The Question Is…
Can every conversation begin with a question? What if they were? Would communications be possible at all? Could you actually have a normal, whatever normal is, a normal conversation? Can every statement be turned into a question? Conversely can every answer also be a question? How could you get a second helping when you are asked if you want a second helping if all you could do is answer that question with a question? “Oh a second helping will be great but may I also have another napkin to wipe the first helping off my chin?” Well? Do you think a question only conversation is possible? Probable? Or even noteworthy?
Can anyone please help me to stop questioning everything? How do I stop this ever spinning cycle of question this and that with only more questions? Is there a secret way to exit this whirlwind?
Short answer? Nope! For some reason there are times when questioning becomes so prevalent that you just can’t move forward with, well with life. Instead of going with the flow, all of a sudden you might find yourself doing the, who, what, where, when, why and how thing. Oh I understand the need, want or desire to question everything. It’s good to question stuff to be safe and sure. But, yes a “but,” but I do hope that you don’t question things so much so that you miss or even complicate the experience being questioned about. Here’s the story…
I was asked to help a situation along by putting my two cents in the mix. At first I thought I could help the situation along by calling one guy or e-mail another guy. My first response when something is thrown at me is to jump up and do something. Anything to help, relieve, fix a boo-boo that has occurred. I think that is human nature. Be the fixer, superman, uh superwoman. Sometimes though it might be just as productive to sit and wait. Question yourself as to just how much help is too much help. The question is, how much questioning of a situation is too much questioning? I mean sometimes delving too far into a situation will just make the situation more visible when just letting things work themselves out over time is a better option.
Like the story of the sleeping bear–A guy sees a sleeping bear but notices that one leg is askew and it just doesn’t seem right to not try to get the bear in a more comfortable position. After all when the bear wakes up that poor leg will be all misaligned and will hurt the bear. So the guy grabs a stick to slip under the bear and move the leg out to a more comfortable position. What a guy! Not unlike me being asked to make a call or send an e-mail to help a situation that too seemed askew.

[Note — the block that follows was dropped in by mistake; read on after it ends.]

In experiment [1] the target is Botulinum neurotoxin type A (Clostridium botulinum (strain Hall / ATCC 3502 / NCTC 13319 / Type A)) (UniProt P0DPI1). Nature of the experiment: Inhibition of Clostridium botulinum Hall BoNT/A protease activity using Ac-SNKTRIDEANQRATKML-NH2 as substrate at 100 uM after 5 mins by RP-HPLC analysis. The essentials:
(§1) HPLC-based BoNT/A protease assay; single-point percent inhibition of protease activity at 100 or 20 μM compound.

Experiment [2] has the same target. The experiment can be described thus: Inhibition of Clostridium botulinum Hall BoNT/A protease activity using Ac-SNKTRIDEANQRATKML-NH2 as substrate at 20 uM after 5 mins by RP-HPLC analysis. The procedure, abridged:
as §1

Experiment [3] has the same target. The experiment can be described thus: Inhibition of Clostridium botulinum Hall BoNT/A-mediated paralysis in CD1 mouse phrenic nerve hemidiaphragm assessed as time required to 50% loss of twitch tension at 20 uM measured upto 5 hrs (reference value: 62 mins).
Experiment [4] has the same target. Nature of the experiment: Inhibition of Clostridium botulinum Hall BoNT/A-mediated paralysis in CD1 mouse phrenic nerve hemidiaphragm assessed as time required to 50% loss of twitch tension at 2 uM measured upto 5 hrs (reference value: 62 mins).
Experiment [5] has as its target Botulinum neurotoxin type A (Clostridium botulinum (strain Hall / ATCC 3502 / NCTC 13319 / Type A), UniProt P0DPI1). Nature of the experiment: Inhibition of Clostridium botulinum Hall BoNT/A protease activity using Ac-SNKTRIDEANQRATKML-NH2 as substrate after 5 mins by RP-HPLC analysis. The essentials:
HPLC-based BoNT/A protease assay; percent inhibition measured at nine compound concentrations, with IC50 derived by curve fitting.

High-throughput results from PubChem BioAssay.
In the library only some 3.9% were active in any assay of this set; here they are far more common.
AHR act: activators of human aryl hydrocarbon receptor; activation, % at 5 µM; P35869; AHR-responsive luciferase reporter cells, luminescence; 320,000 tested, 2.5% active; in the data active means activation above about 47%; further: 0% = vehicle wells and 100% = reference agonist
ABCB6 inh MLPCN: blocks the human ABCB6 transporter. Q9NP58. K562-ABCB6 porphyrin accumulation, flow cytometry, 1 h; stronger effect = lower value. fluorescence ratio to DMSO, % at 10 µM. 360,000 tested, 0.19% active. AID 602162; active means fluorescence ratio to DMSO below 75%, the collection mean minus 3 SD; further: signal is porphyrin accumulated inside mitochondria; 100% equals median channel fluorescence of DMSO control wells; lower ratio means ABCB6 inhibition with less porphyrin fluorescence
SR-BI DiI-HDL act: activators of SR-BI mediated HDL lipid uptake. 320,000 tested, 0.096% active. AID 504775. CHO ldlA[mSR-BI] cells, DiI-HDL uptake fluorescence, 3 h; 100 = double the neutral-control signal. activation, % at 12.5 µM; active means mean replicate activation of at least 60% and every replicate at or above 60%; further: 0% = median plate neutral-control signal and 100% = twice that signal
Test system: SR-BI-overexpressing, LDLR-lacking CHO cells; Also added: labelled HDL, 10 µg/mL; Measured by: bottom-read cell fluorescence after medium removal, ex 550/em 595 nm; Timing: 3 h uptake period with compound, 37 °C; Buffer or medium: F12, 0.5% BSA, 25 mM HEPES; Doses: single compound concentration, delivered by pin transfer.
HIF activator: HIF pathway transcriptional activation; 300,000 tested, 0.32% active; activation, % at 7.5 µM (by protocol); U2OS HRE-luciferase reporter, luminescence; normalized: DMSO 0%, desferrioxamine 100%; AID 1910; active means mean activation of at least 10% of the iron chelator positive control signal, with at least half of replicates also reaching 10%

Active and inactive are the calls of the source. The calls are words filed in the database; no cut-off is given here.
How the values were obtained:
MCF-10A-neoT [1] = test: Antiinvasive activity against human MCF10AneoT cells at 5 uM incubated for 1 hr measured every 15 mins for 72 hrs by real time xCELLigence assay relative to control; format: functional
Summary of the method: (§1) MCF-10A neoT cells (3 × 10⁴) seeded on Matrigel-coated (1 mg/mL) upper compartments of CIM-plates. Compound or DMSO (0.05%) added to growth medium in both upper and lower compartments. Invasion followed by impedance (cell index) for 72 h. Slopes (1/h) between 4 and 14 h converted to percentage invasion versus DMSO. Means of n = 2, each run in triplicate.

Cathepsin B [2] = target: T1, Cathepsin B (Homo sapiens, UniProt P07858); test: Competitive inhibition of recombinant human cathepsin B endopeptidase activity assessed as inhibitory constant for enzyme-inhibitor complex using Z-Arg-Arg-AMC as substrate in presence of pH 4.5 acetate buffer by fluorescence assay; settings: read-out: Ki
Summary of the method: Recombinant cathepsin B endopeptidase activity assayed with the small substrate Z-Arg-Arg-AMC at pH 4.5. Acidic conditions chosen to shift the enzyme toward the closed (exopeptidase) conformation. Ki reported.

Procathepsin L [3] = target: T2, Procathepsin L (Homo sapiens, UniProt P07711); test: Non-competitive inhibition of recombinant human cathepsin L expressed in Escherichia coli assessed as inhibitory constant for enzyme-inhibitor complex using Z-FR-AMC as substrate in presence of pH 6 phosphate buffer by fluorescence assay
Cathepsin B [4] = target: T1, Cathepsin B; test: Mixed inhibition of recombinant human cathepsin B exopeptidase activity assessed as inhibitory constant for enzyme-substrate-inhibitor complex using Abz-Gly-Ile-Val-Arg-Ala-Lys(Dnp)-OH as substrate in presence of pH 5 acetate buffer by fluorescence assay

So the guy starts to work on the leg. Pushing and pulling and fussing with the stick. But then the bear notices the poking and prodding, roars to life and eats the man! Oh the leg was fine, it was fine when the bear went to sleep, it worked well when the bear ate the man and it worked well in the spring when the bear woke up after a long winters nap. The man however! The man should have known that just because you see something that you think is askew? Question whether you need to do anything about it. Sometimes it is just better to just not poke the bear!
I didn’t do anything about the situation. I didn’t make a call. I didn’t write an e-mail. After talking the situation over with a trusted friend I thought it a much better idea to not poke the bear. Over time I will be able to tell if my decision was right. But for now it is right not to question what happens to someone else, something that will eventually work out how it will work out without my questioning stick getting stuck in the mix.
So do pet the bear when he is sleeping. Coo and Aha and say, “Oh poor bear.” Hope and even pray for the bear to not have to deal with pain and frustration. But if someone is asking you to poke the bear? Well question this- What will be the outcome of you poking your stick where it isn’t supposed to be? Could you “bear” the outcome?
Trina lives in Eureka, Nevada. Share with her at firstname.lastname@example.org